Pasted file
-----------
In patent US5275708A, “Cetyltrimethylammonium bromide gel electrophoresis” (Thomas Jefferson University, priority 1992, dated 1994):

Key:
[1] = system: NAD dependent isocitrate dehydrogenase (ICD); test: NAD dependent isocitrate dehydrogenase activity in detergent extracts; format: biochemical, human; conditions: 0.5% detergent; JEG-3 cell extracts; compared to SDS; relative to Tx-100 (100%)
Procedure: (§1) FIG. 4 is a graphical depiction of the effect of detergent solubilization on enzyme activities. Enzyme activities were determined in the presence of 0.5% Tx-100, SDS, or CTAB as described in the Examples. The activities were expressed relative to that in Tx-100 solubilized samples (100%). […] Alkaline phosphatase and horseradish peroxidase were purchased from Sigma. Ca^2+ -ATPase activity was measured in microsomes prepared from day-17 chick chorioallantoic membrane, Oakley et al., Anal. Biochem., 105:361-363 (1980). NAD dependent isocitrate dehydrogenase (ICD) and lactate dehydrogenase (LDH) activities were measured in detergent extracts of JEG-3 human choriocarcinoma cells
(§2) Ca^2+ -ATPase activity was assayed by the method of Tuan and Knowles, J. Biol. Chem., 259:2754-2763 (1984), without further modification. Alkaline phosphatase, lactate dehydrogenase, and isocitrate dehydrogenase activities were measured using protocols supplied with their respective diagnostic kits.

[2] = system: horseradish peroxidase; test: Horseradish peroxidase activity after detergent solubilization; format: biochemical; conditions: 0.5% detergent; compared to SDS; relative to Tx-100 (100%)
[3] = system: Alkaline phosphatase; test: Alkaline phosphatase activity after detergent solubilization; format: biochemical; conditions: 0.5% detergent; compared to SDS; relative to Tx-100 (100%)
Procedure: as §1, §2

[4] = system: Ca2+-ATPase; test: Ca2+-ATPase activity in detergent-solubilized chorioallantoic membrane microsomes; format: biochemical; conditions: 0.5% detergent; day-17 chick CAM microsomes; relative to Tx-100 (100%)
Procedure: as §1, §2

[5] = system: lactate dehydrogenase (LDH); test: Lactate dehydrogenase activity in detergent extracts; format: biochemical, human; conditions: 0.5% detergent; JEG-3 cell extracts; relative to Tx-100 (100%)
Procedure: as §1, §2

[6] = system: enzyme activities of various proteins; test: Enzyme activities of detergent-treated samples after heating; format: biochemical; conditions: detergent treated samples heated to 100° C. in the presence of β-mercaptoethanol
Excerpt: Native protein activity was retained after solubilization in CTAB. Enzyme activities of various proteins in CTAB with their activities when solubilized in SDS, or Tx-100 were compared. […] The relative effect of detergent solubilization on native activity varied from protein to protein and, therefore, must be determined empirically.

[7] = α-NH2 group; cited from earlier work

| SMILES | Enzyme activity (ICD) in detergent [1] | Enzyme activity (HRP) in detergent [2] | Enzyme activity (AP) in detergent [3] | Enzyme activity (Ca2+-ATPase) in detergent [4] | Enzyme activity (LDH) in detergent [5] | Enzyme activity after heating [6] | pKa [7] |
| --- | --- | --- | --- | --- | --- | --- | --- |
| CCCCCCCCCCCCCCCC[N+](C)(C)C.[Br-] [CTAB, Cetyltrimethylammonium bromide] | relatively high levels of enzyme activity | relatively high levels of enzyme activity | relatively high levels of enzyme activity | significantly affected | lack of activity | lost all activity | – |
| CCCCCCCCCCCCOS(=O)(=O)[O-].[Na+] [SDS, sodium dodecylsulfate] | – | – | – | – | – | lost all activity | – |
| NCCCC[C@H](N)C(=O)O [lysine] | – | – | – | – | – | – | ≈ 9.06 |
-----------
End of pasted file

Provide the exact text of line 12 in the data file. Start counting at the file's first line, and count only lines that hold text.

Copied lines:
Procedure: as §1, §2